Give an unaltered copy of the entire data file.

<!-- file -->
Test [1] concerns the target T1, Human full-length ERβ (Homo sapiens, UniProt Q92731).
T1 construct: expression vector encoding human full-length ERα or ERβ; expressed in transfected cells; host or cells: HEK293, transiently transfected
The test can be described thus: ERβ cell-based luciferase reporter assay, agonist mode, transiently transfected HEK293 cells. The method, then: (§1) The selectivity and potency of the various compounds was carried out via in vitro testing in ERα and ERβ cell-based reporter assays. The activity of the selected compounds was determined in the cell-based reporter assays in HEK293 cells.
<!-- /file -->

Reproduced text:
Test [1] concerns the target T1, Human full-length ERβ (Homo sapiens, UniProt Q92731).
T1 construct: expression vector encoding human full-length ERα or ERβ; expressed in transfected cells; host or cells: HEK293, transiently transfected
The test can be described thus: ERβ cell-based luciferase reporter assay, agonist mode, transiently transfected HEK293 cells. The method, then: (§1) The selectivity and potency of the various compounds was carried out via in vitro testing in ERα and ERβ cell-based reporter assays. The activity of the selected compounds was determined in the cell-based reporter assays in HEK293 cells.